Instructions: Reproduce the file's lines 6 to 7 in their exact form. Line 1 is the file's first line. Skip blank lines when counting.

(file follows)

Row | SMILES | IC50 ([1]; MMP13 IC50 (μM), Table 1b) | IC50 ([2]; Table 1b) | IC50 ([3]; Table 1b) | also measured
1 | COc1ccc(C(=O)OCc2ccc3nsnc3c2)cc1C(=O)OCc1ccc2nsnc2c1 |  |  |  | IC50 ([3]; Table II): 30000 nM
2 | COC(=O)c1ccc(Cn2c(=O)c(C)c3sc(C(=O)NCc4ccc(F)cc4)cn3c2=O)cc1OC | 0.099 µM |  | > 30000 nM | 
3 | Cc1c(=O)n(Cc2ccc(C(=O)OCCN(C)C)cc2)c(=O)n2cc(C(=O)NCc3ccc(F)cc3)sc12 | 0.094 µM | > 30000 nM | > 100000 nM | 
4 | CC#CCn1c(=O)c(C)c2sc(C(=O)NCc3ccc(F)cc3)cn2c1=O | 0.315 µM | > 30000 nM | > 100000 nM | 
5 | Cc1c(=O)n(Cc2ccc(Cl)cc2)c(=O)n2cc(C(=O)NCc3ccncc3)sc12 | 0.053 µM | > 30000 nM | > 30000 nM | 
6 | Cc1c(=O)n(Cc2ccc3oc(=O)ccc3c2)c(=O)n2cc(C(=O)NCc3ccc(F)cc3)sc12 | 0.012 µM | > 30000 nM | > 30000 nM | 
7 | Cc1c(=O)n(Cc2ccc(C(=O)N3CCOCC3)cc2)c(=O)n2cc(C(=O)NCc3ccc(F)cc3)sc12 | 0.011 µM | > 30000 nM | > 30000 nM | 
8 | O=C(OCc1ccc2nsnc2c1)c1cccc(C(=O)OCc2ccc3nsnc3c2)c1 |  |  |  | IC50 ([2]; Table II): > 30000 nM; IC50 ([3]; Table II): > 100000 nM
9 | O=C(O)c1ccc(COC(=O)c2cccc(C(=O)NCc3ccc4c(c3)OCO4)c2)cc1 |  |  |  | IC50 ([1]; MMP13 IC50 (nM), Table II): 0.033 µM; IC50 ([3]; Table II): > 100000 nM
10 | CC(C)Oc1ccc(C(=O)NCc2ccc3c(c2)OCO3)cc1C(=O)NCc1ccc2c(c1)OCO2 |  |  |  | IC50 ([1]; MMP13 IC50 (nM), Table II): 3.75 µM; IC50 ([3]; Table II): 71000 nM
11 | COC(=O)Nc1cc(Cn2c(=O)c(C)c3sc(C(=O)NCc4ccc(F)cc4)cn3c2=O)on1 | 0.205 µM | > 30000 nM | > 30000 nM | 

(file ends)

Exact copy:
5 | Cc1c(=O)n(Cc2ccc(Cl)cc2)c(=O)n2cc(C(=O)NCc3ccncc3)sc12 | 0.053 µM | > 30000 nM | > 30000 nM | 
6 | Cc1c(=O)n(Cc2ccc3oc(=O)ccc3c2)c(=O)n2cc(C(=O)NCc3ccc(F)cc3)sc12 | 0.012 µM | > 30000 nM | > 30000 nM | 